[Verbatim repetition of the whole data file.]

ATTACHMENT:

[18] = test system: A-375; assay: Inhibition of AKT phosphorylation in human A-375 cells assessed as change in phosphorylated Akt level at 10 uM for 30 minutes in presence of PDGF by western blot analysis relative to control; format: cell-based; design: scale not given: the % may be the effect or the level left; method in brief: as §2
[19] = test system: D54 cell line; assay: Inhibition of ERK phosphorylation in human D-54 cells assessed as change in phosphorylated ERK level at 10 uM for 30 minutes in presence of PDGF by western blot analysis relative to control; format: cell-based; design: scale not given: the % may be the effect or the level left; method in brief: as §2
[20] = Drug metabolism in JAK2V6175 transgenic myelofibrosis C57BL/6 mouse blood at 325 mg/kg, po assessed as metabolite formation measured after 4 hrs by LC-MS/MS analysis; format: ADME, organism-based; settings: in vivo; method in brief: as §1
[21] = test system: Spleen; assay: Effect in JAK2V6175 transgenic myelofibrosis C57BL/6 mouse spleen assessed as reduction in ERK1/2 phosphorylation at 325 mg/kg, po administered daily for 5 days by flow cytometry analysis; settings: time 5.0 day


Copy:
[18] = test system: A-375; assay: Inhibition of AKT phosphorylation in human A-375 cells assessed as change in phosphorylated Akt level at 10 uM for 30 minutes in presence of PDGF by western blot analysis relative to control; format: cell-based; design: scale not given: the % may be the effect or the level left; method in brief: as §2
[19] = test system: D54 cell line; assay: Inhibition of ERK phosphorylation in human D-54 cells assessed as change in phosphorylated ERK level at 10 uM for 30 minutes in presence of PDGF by western blot analysis relative to control; format: cell-based; design: scale not given: the % may be the effect or the level left; method in brief: as §2
[20] = Drug metabolism in JAK2V6175 transgenic myelofibrosis C57BL/6 mouse blood at 325 mg/kg, po assessed as metabolite formation measured after 4 hrs by LC-MS/MS analysis; format: ADME, organism-based; settings: in vivo; method in brief: as §1
[21] = test system: Spleen; assay: Effect in JAK2V6175 transgenic myelofibrosis C57BL/6 mouse spleen assessed as reduction in ERK1/2 phosphorylation at 325 mg/kg, po administered daily for 5 days by flow cytometry analysis; settings: time 5.0 day